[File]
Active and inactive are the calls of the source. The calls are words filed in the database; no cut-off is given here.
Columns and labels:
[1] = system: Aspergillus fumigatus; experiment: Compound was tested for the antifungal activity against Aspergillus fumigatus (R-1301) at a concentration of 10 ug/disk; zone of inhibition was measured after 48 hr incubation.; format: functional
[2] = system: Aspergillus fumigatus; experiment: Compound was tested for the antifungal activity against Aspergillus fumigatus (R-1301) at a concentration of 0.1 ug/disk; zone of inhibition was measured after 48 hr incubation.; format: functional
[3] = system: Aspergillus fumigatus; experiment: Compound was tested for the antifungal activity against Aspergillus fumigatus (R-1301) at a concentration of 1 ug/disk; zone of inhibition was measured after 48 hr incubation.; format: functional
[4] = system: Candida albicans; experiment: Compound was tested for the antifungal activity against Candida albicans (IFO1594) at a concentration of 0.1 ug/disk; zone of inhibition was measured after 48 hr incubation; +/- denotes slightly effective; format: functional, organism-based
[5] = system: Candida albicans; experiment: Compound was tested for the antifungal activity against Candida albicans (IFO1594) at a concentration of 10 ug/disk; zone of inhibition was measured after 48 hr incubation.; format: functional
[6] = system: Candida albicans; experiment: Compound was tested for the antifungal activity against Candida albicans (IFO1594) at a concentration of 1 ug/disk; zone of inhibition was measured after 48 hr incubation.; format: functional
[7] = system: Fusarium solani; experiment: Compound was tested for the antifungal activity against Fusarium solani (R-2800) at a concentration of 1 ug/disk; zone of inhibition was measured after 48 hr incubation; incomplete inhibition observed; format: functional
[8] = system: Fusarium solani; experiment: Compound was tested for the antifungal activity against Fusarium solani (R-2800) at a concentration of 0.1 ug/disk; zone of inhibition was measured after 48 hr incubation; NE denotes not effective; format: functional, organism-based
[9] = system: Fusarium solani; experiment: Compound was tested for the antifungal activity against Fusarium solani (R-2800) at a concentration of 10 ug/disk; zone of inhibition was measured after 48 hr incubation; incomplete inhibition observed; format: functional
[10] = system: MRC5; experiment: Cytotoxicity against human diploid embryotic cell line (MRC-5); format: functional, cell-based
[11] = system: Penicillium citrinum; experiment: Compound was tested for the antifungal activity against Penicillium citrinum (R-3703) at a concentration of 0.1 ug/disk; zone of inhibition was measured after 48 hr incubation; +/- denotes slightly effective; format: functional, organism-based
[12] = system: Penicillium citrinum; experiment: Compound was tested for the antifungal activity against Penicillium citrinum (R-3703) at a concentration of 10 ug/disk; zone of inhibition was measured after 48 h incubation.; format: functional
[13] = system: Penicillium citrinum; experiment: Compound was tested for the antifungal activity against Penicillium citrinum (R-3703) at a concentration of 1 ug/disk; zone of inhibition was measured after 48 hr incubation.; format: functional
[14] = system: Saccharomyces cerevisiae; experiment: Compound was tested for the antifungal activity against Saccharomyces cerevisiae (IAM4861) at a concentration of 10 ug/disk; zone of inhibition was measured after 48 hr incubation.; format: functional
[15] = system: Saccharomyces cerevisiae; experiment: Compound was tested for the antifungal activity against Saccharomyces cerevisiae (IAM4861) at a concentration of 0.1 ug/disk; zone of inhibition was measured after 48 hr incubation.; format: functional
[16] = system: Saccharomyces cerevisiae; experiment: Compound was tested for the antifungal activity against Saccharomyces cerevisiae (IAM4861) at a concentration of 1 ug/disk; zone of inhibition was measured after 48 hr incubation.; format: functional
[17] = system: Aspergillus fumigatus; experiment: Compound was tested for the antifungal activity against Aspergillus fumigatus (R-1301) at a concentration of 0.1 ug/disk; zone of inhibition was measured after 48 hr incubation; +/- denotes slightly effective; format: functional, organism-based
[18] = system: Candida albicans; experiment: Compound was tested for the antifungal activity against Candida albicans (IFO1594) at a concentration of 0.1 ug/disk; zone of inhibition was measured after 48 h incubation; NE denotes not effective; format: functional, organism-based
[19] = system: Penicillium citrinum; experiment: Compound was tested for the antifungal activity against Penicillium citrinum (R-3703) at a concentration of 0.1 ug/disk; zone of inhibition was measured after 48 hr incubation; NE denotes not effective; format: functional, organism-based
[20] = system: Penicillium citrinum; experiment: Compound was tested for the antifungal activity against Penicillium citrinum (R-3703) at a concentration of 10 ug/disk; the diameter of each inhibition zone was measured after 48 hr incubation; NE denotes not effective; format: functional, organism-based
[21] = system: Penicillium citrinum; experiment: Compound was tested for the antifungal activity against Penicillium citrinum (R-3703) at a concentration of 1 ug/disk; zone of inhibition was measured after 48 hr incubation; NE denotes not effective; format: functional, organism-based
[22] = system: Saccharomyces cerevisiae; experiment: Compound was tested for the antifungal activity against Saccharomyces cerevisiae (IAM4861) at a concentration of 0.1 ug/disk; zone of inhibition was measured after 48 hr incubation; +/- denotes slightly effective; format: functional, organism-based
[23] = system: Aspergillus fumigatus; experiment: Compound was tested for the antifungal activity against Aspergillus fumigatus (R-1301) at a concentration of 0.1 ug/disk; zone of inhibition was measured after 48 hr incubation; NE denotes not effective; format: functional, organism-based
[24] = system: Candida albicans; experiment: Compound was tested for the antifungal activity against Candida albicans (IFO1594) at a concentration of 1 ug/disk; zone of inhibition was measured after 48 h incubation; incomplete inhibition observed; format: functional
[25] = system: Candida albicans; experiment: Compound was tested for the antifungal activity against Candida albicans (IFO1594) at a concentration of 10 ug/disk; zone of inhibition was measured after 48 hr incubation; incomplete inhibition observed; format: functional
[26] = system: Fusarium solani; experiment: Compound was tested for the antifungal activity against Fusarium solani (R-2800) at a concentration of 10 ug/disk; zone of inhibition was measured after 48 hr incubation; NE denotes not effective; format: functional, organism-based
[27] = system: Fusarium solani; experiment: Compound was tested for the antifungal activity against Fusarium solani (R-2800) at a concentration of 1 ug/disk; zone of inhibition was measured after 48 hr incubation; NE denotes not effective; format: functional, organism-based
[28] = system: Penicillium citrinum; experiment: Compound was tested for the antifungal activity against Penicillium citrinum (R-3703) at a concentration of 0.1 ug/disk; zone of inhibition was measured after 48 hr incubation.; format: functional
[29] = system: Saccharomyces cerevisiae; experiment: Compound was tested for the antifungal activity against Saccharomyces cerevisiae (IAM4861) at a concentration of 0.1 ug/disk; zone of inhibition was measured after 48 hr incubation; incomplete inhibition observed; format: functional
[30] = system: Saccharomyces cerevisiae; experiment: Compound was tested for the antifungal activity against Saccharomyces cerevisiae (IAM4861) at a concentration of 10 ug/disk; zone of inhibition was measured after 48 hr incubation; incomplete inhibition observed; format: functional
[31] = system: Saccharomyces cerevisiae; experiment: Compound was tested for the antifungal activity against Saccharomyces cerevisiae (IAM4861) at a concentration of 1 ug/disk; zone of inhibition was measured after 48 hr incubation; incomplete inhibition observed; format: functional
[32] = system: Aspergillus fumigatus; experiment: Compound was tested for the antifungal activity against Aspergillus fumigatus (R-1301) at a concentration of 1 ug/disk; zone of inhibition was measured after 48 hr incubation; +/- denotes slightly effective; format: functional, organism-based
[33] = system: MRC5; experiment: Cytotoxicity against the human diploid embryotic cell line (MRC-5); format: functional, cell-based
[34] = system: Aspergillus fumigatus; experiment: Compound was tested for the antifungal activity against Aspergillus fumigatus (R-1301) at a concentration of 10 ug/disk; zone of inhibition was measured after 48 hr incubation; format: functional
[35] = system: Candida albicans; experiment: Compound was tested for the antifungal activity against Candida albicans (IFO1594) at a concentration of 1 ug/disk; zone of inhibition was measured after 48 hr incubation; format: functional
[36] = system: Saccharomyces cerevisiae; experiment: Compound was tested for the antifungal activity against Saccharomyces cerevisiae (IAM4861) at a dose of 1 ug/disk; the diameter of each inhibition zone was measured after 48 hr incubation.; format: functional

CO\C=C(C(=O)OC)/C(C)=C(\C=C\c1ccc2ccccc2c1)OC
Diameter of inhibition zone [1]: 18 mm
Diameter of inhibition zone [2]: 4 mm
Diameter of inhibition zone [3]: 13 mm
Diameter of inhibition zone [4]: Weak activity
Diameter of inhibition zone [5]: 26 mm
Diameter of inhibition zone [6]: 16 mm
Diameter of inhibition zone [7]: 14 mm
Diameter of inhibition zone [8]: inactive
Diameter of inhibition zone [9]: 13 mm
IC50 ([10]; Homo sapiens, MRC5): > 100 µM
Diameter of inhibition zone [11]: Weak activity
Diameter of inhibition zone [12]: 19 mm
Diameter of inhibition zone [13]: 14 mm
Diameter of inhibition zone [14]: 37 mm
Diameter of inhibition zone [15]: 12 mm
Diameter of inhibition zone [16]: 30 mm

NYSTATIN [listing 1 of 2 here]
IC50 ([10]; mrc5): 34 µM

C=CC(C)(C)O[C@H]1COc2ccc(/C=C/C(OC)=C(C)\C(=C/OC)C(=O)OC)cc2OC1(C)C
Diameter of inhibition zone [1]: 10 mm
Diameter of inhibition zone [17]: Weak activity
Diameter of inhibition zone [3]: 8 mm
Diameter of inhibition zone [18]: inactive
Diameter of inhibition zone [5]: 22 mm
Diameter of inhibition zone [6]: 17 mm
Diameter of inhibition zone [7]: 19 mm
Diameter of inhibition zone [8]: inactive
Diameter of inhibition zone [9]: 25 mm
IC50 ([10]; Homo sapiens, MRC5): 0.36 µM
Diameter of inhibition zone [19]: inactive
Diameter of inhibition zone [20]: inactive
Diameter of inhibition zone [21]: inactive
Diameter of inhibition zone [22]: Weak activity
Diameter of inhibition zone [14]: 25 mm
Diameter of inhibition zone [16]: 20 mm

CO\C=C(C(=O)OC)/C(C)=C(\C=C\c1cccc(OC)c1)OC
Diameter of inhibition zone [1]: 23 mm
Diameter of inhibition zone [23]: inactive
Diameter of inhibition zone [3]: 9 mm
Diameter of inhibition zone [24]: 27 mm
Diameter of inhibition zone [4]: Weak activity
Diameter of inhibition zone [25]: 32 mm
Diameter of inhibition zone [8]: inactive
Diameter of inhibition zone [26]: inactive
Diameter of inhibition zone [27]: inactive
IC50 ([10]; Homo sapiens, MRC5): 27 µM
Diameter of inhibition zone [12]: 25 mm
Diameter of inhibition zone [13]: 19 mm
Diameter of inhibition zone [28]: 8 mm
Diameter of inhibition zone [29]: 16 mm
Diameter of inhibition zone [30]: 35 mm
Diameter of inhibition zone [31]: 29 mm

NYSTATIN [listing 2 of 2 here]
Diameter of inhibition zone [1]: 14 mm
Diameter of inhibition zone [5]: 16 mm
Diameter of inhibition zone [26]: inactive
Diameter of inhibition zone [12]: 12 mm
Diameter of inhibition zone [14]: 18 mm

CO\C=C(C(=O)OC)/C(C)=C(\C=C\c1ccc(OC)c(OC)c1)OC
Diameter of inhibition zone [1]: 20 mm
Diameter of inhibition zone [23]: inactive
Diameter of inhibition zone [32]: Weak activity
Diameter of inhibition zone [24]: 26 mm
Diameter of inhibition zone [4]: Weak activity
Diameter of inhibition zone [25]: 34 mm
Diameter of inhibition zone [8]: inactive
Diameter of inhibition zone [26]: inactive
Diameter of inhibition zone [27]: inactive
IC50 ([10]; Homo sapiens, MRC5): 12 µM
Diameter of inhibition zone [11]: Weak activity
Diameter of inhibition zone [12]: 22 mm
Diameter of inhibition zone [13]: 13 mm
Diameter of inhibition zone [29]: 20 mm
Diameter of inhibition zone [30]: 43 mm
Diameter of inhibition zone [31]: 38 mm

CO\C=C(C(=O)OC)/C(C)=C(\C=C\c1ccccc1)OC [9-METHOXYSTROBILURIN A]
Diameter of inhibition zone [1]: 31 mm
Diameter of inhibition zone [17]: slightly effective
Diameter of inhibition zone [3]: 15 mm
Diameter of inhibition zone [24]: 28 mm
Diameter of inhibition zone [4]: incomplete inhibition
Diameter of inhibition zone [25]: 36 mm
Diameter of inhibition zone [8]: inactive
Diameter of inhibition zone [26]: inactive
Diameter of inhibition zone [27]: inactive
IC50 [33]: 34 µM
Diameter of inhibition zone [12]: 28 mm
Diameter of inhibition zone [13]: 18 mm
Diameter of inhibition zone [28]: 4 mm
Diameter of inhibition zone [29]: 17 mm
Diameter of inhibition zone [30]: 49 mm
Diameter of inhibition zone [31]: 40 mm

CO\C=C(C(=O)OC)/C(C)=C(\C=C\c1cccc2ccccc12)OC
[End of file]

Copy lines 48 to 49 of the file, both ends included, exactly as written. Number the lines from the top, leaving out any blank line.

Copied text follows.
Diameter of inhibition zone [9]: 13 mm
IC50 ([10]; Homo sapiens, MRC5): > 100 µM